New group of Ft. Polk horses rounded up, now what?
A wild horse advocacy group is awaiting a response from the U.S. Army following a formal injunction filed in federal court Monday. Pegasus Equine Guardian Association or PEGA requested the temporary halt of removing Fort Polk horses until a more humane process is adopted. A hearing is set for January 30th in Lake Charles. PEGA's attorney with Tulane Environmental Law Clinic said it'll be open to the public.
In the meantime, the clock has started for Freedom Reins Ranch and Rescue in Leesville to place 21 of those horses.
Time, space, money and helpings hands--that's what Lisa Alexander says it takes to get what are known as Fort Polk trespass horses into foster care and eventually adopted. Her non-profit is taking in 21 horses this week and estimates it'll cost a total of $7,000.
"The Coggins test, for the vet, for the chips, for the freeze brand, for the geldings on the horses for the studs because as a rescue we cannot adopt those out as a stud. So if you break it down per female, it's 130 dollars for a male it's 355 dollars.
Alexander said although many of the wild horses at Fort Polk have at least been around humans, it's still important to keep them comfortable as they adjust. Then, it's time to find a good home.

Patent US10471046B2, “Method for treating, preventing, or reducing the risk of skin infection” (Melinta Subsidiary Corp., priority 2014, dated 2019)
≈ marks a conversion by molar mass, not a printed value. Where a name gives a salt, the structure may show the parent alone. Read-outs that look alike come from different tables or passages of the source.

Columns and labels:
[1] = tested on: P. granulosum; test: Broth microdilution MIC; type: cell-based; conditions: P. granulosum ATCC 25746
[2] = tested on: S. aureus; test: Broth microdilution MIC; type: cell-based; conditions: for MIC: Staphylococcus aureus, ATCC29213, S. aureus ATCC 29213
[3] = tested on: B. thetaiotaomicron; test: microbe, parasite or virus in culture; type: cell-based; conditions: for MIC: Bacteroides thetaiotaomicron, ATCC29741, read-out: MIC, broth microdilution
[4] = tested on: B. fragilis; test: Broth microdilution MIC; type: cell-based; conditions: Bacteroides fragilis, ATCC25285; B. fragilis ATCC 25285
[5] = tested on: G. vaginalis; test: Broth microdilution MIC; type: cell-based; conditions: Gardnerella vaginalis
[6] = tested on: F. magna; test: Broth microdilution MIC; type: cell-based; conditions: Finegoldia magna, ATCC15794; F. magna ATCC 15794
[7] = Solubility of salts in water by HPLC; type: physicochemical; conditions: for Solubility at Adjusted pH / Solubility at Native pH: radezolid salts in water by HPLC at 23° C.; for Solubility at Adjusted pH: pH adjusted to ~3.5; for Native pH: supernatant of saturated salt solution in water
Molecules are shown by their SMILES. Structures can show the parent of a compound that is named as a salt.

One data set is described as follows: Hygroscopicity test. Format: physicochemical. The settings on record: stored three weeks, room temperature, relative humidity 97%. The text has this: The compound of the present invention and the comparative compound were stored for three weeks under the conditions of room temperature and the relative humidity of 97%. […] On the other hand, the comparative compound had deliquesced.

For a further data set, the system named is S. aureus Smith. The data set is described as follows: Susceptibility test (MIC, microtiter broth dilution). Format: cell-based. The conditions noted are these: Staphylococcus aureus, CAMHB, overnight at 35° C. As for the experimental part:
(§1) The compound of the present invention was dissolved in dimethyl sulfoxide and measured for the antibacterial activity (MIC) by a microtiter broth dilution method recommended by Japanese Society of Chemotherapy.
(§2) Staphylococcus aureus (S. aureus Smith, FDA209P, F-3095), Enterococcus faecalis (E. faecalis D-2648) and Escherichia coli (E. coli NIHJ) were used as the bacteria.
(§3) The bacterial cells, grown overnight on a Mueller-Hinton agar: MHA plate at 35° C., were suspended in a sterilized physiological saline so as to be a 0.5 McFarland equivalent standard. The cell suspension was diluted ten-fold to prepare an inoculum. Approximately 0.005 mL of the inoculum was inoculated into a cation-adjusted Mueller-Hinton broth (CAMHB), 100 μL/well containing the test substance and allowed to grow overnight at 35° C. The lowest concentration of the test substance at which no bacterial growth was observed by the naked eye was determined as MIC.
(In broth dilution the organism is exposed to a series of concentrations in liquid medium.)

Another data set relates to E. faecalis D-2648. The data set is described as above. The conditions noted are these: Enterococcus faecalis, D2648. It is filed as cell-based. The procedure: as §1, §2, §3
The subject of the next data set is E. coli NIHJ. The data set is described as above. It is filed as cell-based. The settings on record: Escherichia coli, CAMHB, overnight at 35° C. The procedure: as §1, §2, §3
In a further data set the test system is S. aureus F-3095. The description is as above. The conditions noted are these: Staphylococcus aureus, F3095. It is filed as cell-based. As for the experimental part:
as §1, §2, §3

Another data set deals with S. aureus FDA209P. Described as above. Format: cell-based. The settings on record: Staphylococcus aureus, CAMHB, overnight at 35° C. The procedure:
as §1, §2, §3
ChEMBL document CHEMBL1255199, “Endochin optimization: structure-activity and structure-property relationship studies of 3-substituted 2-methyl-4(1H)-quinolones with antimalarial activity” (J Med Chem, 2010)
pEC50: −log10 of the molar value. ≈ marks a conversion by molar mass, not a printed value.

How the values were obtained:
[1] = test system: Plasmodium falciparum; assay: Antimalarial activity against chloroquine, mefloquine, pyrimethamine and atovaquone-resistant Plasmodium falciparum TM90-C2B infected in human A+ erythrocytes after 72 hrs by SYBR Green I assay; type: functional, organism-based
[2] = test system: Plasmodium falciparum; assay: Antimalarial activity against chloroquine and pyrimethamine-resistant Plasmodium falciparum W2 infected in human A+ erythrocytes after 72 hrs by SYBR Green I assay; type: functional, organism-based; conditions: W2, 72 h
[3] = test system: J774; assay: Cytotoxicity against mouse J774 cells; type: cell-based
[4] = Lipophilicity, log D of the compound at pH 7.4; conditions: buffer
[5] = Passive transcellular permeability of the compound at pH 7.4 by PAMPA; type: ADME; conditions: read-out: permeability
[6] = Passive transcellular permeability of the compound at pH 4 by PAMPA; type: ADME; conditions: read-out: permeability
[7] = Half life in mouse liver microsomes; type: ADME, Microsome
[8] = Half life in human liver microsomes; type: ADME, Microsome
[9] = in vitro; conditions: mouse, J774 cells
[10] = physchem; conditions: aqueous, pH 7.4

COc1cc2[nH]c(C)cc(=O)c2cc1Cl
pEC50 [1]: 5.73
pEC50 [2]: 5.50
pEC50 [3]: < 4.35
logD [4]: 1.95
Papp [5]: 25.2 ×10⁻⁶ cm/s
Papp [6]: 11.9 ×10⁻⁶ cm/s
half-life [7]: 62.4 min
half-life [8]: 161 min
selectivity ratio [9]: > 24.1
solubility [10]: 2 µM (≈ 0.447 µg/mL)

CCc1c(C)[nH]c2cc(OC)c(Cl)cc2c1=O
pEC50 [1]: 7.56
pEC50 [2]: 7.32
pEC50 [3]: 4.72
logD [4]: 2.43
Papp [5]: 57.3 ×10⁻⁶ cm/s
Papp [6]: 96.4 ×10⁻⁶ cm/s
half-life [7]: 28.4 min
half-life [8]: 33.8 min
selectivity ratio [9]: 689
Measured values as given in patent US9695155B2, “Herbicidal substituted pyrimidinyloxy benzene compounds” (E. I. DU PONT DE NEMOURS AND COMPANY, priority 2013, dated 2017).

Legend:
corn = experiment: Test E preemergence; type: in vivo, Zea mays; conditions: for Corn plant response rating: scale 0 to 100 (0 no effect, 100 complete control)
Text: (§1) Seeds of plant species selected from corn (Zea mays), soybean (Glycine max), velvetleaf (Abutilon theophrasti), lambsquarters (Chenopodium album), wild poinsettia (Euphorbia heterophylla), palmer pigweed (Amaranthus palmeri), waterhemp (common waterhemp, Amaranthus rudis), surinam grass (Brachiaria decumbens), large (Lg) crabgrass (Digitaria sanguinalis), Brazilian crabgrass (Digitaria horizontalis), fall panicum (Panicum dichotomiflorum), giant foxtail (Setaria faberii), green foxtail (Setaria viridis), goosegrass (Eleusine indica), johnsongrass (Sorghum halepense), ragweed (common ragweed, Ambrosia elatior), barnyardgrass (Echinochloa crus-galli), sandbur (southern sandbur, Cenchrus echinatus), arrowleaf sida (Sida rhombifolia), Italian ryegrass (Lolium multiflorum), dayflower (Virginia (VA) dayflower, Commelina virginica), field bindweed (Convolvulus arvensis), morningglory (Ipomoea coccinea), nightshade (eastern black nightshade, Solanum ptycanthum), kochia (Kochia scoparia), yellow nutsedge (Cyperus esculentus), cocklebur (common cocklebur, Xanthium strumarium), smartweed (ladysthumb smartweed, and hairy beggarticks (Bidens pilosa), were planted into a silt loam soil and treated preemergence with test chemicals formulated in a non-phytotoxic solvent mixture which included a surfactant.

"They can start in a round pen as they get used to you and you can touch them and you can halter them and they'll come up to you then you can move them to a bigger area. I would say no less than an acre an animal. So you've got your fencing, you've got your ability to take care of the animal, you've got your ability to know how to take care of the animal but we do offer training to anybody who doesn't know what to do with a wild horse."
Once the January group has been sorted, Alexander hopes to hold a public viewing at the Leesville Rodeo Arena for adopters and anyone who wants to help the cause.
"They're loved and there are people that want to save them we just need more hands and adopters."
Alexander said currently, Freedom Reins expects to pick up Fort Polk horses between training rotations. They placed 18 back in December. This is their second group. She adds that their non-profit has a 'no horse left behind' approach, but if for whatever reason some can't be picked up, Alexander said it becomes much harder to save the horse.